the body and effects would bo sent on
at once. Some time later Mrs. Ken
nedy remembered her locket, but, al
though she made a thorough search of
her brother's papers and clothes, she
could fiud no trace of it. Inquiries
wcro made of all the large jewelers,
and advertisements wore inserted :'n
the newspapers, but tho locket Wis
Eecently a forlorn tramp came to
the Kennedy residence and was given
something to oat. In return he did
some work, and Mrs. Kennedy de
cided to give him a suit of hei
brother's clothes, which sho hadkopt.
The "hobo" seemed very grateful, and
jiter donniug tho suit left. Tho day
after he returned and gave Mrs. Ken
nedy a piece of paper he had found in
the vest lining. It proved to bo a re
ceipt for the long-lost locket, which
had been loft with a well-known firm
of New York jewelers. To avoid any
risk Mrs. Kennedy went to New York
in person and recovered her locket.
Smith, "Tho Sweep.*'
Smith, a gunner in tho service ol
tho East ludia Company, was known
as "the sweep,"a derisivenamo given
to mark some eccentricity, for tho mau
was a character. Ho had charge of
the boats belonging to tho military
station, and one day wrote thc brigado
major, asking, "When shall I havo the
boto ready?" Tho major replied,
"Have tho boat ready at such an
When the major went down to the
river with a party of ladies, ho asked
Smith how he spelled "boat." Un
abashed by the presence of ladies,
Smith, without a symptom of nervous
ness, answered tho officer, "Some
people spells it b-o-a-t, but I spells it
But Smith, notwithstanding his
mocking nickname, was not a mau to
bo laughed at. One day tho roof of
the buildiug which hold t'h9 ammuni
tion caught fire. There was a pauic;
. even tho best disciplined soldiers lost
their heads. But "tho sweep"
mounted tho roof, pulled off the
thatch, poured buckets of water over
the flames and saved the magazine.
It was as plucky a thing as it was pps- '
sible for a mau to do; fox there was
powder enough in tho building to
wreck tho station.-Youth's Compan
A Itemarkablo Tramp.
A remarkable tramp called at au
Elm street (Biddeford) residence and
offered to saw some wood for his
breakfast. He sawed awhile until his
breakfast was ready, and, after eating
that, he went to work again and sawed
so much that tho lady of the house
felt it her duty to go out and tell him
that ho was doing too much. And
after all the newspaper jokes to tho
contrary! "Probably the poor fellow
j was insane.--Konncbeo (Me,) Journal,
Value and Beauty of The*
in the Paci
A QUEER PEOPLE WIT
Far out in tho Pacific, whero tho
map looks as if a charge of bird shot
had poppered a spot no larger than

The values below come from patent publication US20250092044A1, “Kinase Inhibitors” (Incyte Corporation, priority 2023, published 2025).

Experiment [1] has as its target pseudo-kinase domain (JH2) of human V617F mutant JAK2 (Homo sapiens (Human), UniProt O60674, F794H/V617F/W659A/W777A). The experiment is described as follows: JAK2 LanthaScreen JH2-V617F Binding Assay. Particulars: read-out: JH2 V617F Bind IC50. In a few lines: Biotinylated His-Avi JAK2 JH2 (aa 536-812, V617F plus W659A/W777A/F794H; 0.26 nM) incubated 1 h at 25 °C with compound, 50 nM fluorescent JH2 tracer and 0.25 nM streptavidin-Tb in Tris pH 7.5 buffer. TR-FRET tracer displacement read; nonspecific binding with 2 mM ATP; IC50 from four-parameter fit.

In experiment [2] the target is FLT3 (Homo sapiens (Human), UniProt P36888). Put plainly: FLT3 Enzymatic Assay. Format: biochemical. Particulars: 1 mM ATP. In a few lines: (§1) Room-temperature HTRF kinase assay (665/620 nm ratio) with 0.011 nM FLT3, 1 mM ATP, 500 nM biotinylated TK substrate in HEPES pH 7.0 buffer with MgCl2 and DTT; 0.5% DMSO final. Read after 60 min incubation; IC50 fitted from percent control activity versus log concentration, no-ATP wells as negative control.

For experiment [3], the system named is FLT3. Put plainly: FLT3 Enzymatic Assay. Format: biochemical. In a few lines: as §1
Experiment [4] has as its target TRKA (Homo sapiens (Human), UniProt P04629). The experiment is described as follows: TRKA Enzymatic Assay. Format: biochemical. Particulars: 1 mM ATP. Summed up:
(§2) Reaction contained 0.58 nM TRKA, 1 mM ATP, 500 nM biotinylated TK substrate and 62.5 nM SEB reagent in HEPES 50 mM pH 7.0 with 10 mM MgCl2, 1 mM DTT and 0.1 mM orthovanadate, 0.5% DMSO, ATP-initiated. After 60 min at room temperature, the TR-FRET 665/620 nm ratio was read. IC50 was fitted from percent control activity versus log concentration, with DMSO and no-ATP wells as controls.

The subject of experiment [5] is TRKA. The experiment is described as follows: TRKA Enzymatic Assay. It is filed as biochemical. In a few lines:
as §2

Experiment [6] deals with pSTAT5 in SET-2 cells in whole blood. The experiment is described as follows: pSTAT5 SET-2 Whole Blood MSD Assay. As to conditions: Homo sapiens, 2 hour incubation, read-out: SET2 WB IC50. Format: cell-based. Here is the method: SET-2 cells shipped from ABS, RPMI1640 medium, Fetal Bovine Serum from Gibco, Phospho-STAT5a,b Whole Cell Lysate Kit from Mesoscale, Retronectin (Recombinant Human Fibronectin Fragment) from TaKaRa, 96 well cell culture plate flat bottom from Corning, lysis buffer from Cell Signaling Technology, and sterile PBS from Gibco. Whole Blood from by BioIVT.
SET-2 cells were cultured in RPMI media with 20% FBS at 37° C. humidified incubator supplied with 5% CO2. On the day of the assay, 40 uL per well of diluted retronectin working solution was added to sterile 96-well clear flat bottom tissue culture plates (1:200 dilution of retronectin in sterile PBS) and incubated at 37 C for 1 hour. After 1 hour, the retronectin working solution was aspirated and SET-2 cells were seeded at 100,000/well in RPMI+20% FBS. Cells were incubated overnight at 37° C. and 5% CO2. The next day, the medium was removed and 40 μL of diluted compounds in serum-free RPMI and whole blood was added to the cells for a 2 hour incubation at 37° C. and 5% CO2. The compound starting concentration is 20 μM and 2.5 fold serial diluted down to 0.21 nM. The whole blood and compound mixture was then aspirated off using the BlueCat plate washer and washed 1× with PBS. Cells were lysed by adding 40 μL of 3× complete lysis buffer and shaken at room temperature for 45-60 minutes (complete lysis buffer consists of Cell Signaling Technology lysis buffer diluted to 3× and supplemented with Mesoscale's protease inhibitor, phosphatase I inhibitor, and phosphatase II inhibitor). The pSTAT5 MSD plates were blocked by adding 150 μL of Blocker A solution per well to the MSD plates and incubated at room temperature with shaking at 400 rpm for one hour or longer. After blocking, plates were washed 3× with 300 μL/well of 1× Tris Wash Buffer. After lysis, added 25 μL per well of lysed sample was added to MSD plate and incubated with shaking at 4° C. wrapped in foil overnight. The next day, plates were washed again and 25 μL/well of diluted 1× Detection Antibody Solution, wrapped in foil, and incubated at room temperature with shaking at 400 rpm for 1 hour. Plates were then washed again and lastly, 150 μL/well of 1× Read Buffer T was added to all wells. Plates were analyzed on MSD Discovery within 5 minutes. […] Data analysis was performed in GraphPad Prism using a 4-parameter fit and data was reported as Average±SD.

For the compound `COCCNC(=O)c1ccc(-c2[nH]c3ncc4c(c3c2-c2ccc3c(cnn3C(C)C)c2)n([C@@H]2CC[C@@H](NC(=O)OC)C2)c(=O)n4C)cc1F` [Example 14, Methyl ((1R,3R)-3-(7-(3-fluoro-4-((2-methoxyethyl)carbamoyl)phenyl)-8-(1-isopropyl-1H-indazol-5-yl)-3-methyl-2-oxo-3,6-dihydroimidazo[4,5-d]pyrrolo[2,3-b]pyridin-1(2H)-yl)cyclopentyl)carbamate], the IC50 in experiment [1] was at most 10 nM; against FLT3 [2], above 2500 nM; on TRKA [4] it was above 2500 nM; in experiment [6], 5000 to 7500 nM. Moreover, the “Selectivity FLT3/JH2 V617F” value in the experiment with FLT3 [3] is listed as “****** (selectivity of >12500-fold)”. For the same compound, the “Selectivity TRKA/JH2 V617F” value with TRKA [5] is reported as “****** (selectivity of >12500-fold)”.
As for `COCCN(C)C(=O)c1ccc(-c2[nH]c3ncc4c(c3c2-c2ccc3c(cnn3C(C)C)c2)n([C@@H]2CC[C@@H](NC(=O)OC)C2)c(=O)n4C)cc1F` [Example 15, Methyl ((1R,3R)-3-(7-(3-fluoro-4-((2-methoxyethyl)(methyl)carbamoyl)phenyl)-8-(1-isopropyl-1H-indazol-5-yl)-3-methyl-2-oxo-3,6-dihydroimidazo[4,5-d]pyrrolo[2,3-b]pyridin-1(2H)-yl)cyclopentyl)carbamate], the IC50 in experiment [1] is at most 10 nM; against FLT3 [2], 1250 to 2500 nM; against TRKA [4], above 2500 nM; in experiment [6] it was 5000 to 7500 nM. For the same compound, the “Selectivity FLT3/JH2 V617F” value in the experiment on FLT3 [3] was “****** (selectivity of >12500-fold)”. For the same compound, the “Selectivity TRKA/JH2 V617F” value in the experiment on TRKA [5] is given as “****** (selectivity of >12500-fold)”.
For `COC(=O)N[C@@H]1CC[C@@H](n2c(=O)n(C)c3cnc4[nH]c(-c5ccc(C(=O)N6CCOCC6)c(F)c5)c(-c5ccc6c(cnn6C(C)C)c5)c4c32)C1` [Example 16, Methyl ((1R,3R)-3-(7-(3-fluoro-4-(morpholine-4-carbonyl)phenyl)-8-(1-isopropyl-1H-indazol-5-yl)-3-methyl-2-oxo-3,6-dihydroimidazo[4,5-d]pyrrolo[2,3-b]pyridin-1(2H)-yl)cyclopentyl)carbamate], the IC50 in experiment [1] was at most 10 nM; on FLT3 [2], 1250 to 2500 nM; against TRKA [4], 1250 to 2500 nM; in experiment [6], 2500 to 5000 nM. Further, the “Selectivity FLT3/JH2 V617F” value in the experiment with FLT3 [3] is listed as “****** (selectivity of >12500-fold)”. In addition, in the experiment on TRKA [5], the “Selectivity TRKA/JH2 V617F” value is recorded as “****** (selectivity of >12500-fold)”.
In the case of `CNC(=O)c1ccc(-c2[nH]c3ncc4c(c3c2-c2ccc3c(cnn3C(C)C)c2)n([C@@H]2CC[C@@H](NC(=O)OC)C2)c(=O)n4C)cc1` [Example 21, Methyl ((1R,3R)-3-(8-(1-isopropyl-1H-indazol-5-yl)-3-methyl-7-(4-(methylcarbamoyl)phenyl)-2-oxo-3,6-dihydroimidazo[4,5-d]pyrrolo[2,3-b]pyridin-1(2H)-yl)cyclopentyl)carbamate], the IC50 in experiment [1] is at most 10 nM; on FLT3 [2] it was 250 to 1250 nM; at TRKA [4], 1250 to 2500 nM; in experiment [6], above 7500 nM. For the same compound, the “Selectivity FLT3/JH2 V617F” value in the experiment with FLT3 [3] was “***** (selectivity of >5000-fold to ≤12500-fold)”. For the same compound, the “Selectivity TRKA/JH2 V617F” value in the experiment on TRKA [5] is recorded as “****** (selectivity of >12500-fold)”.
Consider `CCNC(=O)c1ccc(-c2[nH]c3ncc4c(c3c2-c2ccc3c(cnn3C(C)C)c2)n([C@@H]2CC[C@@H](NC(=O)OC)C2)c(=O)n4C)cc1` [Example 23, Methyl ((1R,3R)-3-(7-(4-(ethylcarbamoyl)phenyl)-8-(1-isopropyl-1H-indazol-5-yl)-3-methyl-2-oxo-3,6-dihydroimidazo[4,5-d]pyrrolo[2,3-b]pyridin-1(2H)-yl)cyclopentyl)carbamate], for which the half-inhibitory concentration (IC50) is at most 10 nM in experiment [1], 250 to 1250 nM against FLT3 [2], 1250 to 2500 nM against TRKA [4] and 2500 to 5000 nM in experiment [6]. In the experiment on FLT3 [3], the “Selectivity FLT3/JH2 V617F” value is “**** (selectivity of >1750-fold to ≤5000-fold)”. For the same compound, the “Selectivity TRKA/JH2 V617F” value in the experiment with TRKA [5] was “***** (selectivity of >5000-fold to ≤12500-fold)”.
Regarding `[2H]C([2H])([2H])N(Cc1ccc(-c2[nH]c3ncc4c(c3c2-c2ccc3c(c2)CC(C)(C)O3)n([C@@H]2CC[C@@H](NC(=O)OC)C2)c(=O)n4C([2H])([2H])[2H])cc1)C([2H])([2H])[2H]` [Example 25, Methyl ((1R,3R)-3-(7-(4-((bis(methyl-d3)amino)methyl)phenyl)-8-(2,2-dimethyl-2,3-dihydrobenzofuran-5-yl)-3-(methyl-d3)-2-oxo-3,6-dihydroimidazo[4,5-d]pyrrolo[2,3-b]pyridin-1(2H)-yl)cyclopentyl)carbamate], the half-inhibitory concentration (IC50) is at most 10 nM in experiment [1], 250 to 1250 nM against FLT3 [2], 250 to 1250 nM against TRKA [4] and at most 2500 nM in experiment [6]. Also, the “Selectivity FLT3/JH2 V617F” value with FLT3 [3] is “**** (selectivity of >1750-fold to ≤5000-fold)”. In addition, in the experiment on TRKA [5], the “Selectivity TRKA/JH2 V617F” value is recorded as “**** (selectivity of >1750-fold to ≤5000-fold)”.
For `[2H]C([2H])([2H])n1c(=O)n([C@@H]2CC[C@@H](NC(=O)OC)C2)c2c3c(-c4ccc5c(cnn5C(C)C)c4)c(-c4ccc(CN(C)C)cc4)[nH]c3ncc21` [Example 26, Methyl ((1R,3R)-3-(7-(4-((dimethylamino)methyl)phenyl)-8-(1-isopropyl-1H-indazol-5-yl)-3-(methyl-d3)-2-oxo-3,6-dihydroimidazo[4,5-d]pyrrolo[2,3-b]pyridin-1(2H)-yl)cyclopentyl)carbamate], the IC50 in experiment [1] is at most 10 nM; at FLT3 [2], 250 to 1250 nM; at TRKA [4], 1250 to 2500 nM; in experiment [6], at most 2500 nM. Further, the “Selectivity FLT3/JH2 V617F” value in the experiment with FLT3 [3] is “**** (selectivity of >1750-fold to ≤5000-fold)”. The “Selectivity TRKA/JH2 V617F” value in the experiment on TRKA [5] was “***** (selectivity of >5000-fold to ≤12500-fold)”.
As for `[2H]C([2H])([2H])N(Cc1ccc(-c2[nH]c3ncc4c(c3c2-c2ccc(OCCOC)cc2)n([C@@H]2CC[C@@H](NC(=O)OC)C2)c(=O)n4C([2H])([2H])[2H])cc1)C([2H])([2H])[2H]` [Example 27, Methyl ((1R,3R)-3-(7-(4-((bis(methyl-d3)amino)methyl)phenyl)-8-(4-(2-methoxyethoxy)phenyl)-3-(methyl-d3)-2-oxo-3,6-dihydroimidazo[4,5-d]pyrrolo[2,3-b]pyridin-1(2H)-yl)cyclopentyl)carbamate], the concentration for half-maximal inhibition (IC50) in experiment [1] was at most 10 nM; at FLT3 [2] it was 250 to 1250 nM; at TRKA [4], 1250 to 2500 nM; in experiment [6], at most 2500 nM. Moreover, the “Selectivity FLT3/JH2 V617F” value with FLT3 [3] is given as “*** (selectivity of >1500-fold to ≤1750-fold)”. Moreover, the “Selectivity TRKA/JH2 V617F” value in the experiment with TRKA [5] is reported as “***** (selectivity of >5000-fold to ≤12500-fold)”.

your thumb, the American flag is
flying over the Ladrones. They are
but species on the face of tho deep.
Yot there is au empire of island wealth
amid the rarest scenery in the world.
An earthly paradise it is called.
The capture of the Ladrones by the
United States with a seizure of the
Carolines just to tho south of,' tho
group makes them of new interest to
Tho Ladrones aro a chain of vol
canic islands extending north and
south from latitude thirteen degrees
twclvo minutes north to latitude
twenty degrees, thirty-two minutes
south and in longitude about 146 east.
They wero discovered by Magellan,
March 0, 1521, and named Ladrones
from thc supposed stealing propensi
ties of the natives, Later, in 1668, the
islands were named Mariaua, in honor
of Maria Anne, of Austria, the widow
of Phillip IV., King of Spain. The
inhabited islauds are Agr-jan, Saipan,
Tiniau, Pota and Guam. On ' the.
other islands are volcanoes spouting
fire and steam. Tho mountains range
from 1000 to 3000 feet high, about
the altitude of tho biggest of the
Tho Spaniards have controlled the
islaud6 without interference or seri
ous trouble from tho natives. Thero
A LADBONE BELLE.
is a small garrison at Agana, the cap
ital^ where tho Govornor-General has
resided. Many natives of tho Coro
lino Islauds have been imported iuto
tho Lndranes and tho races aro inter
estingly mixed. Tho blending of tho'
tall, copper-colored, curly-haired,
long-bearded and mustached Carolin
ians with tho Philippian-looking La
drones, with their dark Malay skin,
has given a new tint to a large num
ber of ycung men and women.
Thc chief products for sustaining
lifo aro cocoauuts aud bread fruit.
They grow spontaneously every whoro.
It is said that one cocoanut tree will
feed a mau. A grove of the fruit treos
to the islander ls what a herd of cows
is to tho Pennsylvania farmer.
Theso, with the tons of fish in tho
lagoons, which arc natural fish ponds,
aro responsible for tho profound in
dolence of the natives. They can
suppoi' life without laboring. Some